Rebecca's Reviews > The Lucifer Effect: Understanding How Good People Turn Evil

The Lucifer Effect by Philip G. Zimbardo
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Sep 03, 2008

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Philip Zimbardo’s The Lucifer Effect is a difficult read, not because its premise is particularly startling, but because its examination of the psychology of evil shows it to be disturbingly simple. By placing each act of breathtaking cruelty beside a description of its perpetrator--invariably an ordinary, psychologically normal person--Zimbardo makes clear that we are just animals socialized into one behavior, and easily socialized into another. And though he never outright asks it, every page of his book prompts the impossible question: What kind of monster are you?

Zimbardo spends nearly 500 pages supporting an argument that’s convincing by page two: Situations entice people to commit heroic acts and unspeakable atrocities alike. With little provocation, formerly good people will discard their values entirely. Some of the examples were new to me, such as Pauline, a women’s empowerment lecturer in Rwanda who ordered the genocidaires under her charge, “Before you kill the women, you need to rape them.” Other examples are well known--millions of World War II-era Europeans turned on their Jewish neighbors, the horrifying Rape of Nanjing, and many more.

And while the author tries time and again to complicate his argument, to mitigate the bleakness of his premise, those attempts feel insufficient. He assures readers that--although social systems seize control of our ethics, elicit our worst selves, and punish those who refuse to comply--people can still be dissuaded from committing atrocities. We can learn to resist grotesque situational pressures by simply applying Zimbardo's handy maxims: “I respect just authority but rebel against unjust authority,” “I want group acceptance, but value my independence,” “I will assert my unique identity,” etc.

But, in fact, Zimbardo’s sociological studies and historical survey offer ample evidence that people who defy the demands of the societal machine are rare, and that they are mostly punished for their moral courage. American serviceman Hugh Thompson stopped the My Lai massacre by aiming machine guns at his superiors and ordered medical evacuations of wounded Vietnamese civilians--and as “punishment was required to fly the most dangerous helicopter missions again and again. He was shot down five times, breaking his backbone and suffering lasting psychological scars from his nightmare experience. It took thirty years before the military recognized his heroic deeds… Paradoxically, Lieutenant Calley (an orchestrator of the massacre) was treated as a hero.”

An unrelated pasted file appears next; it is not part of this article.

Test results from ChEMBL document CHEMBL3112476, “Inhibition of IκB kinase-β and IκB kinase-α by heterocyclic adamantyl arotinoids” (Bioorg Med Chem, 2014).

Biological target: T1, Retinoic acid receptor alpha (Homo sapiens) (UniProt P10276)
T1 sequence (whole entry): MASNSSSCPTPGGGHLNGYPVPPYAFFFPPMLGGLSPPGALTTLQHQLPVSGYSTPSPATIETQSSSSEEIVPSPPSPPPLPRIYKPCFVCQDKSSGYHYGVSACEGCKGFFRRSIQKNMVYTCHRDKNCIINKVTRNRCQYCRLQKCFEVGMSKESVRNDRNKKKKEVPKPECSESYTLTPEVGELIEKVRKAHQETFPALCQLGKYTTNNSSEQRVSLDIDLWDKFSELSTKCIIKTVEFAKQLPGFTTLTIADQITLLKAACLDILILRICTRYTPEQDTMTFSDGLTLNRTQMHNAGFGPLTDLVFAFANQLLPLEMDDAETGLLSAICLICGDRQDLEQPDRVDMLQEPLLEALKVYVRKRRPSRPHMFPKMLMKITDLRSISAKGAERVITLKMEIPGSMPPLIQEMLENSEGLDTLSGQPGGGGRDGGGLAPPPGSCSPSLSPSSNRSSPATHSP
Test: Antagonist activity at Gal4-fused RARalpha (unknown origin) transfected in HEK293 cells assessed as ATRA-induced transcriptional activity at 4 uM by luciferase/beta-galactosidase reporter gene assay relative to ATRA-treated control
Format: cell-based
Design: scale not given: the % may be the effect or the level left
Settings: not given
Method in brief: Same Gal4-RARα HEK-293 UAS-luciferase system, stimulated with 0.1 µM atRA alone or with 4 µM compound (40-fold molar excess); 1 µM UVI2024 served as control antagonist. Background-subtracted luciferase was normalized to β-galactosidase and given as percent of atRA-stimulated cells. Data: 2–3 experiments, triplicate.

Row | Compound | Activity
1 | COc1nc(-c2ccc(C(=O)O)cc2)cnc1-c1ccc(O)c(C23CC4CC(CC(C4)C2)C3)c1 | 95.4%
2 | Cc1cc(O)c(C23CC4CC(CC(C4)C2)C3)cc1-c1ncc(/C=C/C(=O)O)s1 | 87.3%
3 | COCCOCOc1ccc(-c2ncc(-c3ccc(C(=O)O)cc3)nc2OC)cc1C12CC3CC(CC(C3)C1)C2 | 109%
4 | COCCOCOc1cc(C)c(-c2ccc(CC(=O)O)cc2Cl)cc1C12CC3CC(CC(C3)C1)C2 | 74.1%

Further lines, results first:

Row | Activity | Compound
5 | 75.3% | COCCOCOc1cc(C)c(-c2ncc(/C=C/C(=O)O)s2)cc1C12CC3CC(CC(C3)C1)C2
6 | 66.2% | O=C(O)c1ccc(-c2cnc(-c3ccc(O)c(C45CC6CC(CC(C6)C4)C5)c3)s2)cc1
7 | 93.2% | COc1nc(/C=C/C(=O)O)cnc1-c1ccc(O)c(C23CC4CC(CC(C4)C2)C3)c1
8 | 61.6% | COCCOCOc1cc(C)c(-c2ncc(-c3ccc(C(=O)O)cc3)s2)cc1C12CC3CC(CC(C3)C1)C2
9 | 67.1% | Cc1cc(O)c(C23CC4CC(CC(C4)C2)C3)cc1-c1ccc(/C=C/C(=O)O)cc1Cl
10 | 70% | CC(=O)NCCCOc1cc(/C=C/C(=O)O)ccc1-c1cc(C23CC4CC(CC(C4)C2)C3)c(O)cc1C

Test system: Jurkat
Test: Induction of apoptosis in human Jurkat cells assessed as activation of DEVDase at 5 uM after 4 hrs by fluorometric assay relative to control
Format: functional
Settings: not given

Certainly people are to blame for the moral crimes they commit, and yet it seems somehow flippant to assume that all people can avoid the blameworthy road, that all people are capable of risking hardship or death to resist descending into evil--especially when submitting to situational demands is the psychologically normal (and perhaps healthy) thing to do. The stronger and sadder argument, the one that Zimbardo tries to avoid making, is the one his own research supports: Most of us are available for total moral conquest by our bosses, parents, peers, and government, irredeemably adrift on currents much stronger than ourselves.
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message 1: by The Hermit's (new)

The Hermit's This sounds like an encompassing read but I don't buy this 'good person gone bad' dichotomy at face value. We all experience situational morality 24/7. We are all put into various overlapping 'systems' and 'situations' that we must handle a little differently. For example, raising and providing for a dependent yet rebellious child who's views and practices are opposite your own and that of the status quo. So it's always up to the individual as to whether they want their own personal value system to share the same perspective as the objective value system.

I'm interested in why Hugh Thompson would lethally defy his superiors yet go on to continue to allow himself to stay in the military and suffer their 'punishments'?! Did he himself view those subsequent assignments as 'punishment'? Maybe he felt like he was a martyr then? It sounds like his behavior during this time could be considered a lapse in brainwashing.

Does Zimbardo acknowledge the exaggerated effects that extremely controlled environments have on behavior? The brainwashing and isolation experienced by young brains with still maturing frontal lobes, such as with young soldiers and prisoners in the Stanford Prison Experiment, is hardly a cross-cultural study of morality. Also, it's obvious that If there is no environment to adapt to or people to integrate with, then people will sometimes do 'evil' or things to others just because they are bored, like psychopaths, lone wolfs and modern suburban middle class teenagers or even 'good' things like retiree volunteers.

This makes me wonder, If morality is related to a need for socio-environmental adaption, then I'm interested in how this study applies to our current postmodernism/liquid modern economic system with civic infrastructure becoming more and more obsolete.

What does Zimbardo have to say, if anything, about apathy, non-action, the simple complete ignoring of other's suffering while in their presence in relation to morality? For example, like when already financially struggling workers ignore homeless beggars? Can't that be seen as a passive form of good people giving into the 'enticing evil' in a system(economic recession)? Apathy is common amongst mass atrocities(thousand-yard-stare). Is apathy a situational side-effect of those conquered within a system?

message 2: by [deleted user] (new)

This book sound like "a must read" for me....Thanks for the review

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